I'm a planner. Meal plans, the family calendar, and of course, birthday parties. I sent the save-the-date email for my daughter's 5th birthday party months ago. We established her theme "Little Mermaid" sometime over the summer. I promise, she initiated this conversation. I guess the "planner" in me has rubbed off onto her. I start shopping for party supplies and stocking up way in advance to get the best deal. A little over a month before the party, I asked what she wanted for her cake. This conversation was prompted by the arrival of the latest Wilton's catalogue. We hovered over the laptop and typed "little mermaid cake" in the Google search bar. Hundreds of beautiful cakes popped up on a variety of sites. As we searched the first site, coolest-birthday-cakes.com , we scrolled down to this cake:
"That's it!" my daughter announced. "Are you SURE?" I asked, nervously. You see, on her 1st birthday I spent hours working on a 3 dimensional barn cake for her farmyard- themed birthday party, only to have it fall apart as I decorated. An hour before the party I was shoving kabob skewers through the cake, trying to hold it together and propping up the whole sad affair with soup cans that I pretended were meant to be a silo. I was in tears. My first baby's 1st birthday party...I wanted it to be "perfect". I was in over my head and I took it all waaay too seriously. In retrospect, it seems silly. Would she remember or even care what that cake looked like? No. Would my friends and family in attendance, (who already love me...and not for my ability to construct a confectionary barn) think less of me? No. Nonetheless, I was devastated. My husband still references "the barn cake disaster".
At least now I can look back and laugh.
Just so you understand why I was so nervous about Ariel's Castle, I will shame myself with an image of this barn cake. Okay, maybe I can laugh, but this image still haunts me.
Over the years I have redeemed myself and turned out some perfectly lovely birthday cakes for both of my daughters. However, I have not attempted another cake so challenging (or 3-dimensional). This time I decided to start early (Monday before the party) and be prepared. There were no instructions included with the picture of the cake that my daughter chose. No recommended pan dimensions, no supply list, not even a helpful hint. I was winging it. Just in case something went wrong I wanted to have time to either start over or obtain another cake. I began by selecting the cake pans. From this picture you can see just how very organized I am. NOT! I pulled every cake pan out of my baking cupboard and then sat down on the floor and sorted through them to see what I would be able to use.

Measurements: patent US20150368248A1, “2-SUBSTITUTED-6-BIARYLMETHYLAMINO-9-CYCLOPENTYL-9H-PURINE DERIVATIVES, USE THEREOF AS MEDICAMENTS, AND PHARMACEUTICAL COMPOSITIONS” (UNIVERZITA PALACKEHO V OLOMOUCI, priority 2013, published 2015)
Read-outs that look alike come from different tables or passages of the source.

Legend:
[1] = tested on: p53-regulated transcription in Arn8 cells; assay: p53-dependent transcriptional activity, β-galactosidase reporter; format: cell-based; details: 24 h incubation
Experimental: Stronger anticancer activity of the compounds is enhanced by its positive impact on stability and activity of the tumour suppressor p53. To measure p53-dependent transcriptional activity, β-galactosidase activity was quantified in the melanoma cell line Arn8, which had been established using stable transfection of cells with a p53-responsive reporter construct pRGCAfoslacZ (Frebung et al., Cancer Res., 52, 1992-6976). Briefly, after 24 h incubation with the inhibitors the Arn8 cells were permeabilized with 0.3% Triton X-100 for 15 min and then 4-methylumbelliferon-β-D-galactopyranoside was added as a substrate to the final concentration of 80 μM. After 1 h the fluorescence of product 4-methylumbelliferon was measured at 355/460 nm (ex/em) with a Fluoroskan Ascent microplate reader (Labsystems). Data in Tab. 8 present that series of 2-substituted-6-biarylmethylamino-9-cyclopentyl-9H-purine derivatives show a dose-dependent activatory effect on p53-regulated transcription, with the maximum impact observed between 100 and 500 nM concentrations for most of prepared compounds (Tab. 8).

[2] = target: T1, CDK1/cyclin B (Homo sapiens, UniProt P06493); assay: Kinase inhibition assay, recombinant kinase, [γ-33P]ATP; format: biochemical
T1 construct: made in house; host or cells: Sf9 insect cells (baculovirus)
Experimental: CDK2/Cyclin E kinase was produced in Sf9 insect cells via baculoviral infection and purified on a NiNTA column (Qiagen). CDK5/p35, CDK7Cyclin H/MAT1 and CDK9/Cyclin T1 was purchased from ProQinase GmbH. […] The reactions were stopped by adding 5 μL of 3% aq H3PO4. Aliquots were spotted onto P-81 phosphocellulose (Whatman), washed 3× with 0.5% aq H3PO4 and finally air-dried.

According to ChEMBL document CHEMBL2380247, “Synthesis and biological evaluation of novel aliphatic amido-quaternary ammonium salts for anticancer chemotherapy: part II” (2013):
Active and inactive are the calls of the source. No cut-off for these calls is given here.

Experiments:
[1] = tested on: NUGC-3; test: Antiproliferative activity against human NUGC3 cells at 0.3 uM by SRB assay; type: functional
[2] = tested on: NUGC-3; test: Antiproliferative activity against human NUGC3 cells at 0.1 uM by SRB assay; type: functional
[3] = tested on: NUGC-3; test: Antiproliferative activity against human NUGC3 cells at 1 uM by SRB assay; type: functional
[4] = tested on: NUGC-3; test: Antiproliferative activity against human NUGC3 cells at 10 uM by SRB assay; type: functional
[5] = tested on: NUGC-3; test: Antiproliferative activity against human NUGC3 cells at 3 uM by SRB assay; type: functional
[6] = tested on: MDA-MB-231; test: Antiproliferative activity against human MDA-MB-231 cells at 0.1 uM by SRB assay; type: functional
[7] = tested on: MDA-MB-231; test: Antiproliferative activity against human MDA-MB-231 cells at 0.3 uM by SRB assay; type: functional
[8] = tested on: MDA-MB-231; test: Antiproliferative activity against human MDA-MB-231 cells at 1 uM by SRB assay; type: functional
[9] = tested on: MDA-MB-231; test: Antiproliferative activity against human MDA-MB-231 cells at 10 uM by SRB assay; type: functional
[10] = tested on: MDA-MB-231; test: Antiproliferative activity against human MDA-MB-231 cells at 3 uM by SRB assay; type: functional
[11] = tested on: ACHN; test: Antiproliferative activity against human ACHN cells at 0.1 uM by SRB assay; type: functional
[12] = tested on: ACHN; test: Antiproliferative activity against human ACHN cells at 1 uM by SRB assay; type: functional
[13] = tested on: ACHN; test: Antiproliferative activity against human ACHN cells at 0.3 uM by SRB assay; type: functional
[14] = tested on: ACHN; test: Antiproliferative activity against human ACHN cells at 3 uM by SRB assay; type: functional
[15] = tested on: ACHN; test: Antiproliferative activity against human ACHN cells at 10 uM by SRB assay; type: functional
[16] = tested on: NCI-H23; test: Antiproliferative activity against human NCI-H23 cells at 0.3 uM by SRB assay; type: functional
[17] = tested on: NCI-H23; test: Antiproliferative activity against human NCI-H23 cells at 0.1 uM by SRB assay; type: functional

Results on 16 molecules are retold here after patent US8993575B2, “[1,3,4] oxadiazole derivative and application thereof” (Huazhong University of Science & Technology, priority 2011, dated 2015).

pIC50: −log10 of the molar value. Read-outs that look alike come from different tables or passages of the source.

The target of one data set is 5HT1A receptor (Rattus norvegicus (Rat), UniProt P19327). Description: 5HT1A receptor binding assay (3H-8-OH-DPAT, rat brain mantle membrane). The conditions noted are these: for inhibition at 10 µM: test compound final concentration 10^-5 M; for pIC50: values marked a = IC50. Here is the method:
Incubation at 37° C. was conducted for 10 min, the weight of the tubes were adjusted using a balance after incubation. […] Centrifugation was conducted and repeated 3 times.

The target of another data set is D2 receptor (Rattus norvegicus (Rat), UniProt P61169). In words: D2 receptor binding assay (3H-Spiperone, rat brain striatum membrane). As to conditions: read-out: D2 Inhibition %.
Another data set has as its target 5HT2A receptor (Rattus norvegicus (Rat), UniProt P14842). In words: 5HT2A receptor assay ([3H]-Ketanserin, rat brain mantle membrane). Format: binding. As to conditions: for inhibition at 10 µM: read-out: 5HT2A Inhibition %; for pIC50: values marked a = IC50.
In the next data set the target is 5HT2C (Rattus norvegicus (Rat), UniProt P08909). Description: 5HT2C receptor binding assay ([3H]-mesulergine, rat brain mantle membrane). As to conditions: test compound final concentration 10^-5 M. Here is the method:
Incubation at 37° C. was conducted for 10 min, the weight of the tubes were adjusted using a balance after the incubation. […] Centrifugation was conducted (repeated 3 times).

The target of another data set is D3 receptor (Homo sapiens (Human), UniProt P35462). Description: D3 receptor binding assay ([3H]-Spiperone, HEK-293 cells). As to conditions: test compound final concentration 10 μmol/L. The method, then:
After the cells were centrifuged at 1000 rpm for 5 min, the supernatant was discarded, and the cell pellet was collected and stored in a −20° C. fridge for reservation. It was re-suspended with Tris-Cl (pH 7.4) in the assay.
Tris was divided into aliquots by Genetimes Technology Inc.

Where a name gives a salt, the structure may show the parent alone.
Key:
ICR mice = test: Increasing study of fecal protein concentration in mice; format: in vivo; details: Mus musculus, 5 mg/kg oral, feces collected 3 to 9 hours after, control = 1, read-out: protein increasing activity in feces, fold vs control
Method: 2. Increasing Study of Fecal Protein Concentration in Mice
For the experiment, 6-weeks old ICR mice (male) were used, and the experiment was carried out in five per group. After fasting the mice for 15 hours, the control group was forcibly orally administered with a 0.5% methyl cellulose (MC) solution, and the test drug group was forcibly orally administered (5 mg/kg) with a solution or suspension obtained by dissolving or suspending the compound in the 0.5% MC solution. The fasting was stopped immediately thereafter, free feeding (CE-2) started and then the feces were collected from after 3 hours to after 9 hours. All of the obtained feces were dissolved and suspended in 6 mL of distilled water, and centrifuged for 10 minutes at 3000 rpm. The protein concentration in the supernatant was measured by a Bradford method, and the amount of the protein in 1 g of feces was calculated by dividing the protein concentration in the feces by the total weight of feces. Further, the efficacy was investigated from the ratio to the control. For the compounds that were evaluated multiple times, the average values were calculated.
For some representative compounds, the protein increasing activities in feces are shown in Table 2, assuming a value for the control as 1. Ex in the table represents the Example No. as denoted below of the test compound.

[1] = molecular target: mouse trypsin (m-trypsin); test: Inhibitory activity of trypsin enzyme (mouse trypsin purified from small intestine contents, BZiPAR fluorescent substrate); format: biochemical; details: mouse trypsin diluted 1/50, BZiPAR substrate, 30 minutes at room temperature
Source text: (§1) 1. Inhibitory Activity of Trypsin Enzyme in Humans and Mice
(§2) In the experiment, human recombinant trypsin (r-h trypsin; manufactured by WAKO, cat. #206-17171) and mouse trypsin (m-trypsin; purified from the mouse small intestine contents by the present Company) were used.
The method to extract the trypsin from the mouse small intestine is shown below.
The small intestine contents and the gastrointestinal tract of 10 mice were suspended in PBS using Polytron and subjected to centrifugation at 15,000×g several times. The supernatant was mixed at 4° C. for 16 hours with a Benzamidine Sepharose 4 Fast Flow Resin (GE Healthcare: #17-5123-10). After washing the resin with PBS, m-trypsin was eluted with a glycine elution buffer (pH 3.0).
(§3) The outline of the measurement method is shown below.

I like to be able to visualize how the finished product will come together. So, once I selected the pans, I set them up. I decided to use my largest springform pan for the base. Then, I had two smaller round pans, one slightly larger than the other, so I choose those for the "castle". The towers posed a bit of a dilemma. Then I remembered that when I was younger we used to "can" quick bread in pint sized jars as holiday gifts. If I could bake quick bread in a jar, I thought that I could probably bake cake in them as well. I searched my basement for wide-mouth pint jars. As I looked around, I suddenly remembered that I had taken all of my pint sized jars to my grandma's house when we canned salsa last month. Oh, well. I grabbed two jars of salsa and decided to empty the jars and serve chips and salsa at the party. I grabbed the Ariel cake topper that I'd purchased on my last trip home to make sure that she'd sit securely on top of her castle. Finally, satisfied that everything fit, I was ready to begin baking.
With the birthday girl's help I greased and floured each pan.
Then we mixed up white cake mix according to package directions. This cake ended up using three boxes of cake mix! The first two mixes were enough to fill 1 springform pan, the two smaller round pans, and the pint sized jars. Once I stacked the baked cakes together I realized that the base needed more height, so I mixed up the third and final box of cake mix and baked one more layer in the springform pan. Here's the birthday girl mixing her very own birthday cake. Now, don't feel bad that I made her bake her own birthday cake. Like her momma, she loves being in the kitchen. She volunteered...actually begged!
We poured the batter into the cake pans and put them into the oven. Each pan had a slightly different baking time, so I started the timer at 30 minutes and started checking after that. The two smaller cake pans were ready first, then the pint jar towers, and finally the springform pan.
Once the cakes were ready, I cooled them in the pan first, then turned them onto a cooling rack. You know how cakes and cupcakes get that nice round shape to the top while baking? That's not always good when you're trying to stack and frost them. The curvature takes away from the stability of the cake. I took a serrated bread knife and cut away the extra to make each cake level on top. Don't throw away that extra cake! I made a chocolate-cream cheese birthday cake trifle out of the trimmings. I'll try to post that recipe soon. Since I began this project on a Monday, I couldn't have the cakes sitting on my countertop getting stale before the Saturday party. After the cakes cooled, I carefully and tightly wrapped each cake and put it into the freezer. Birthday cake should look and taste good, right?
Tune in tomorrow for the final, decorated product!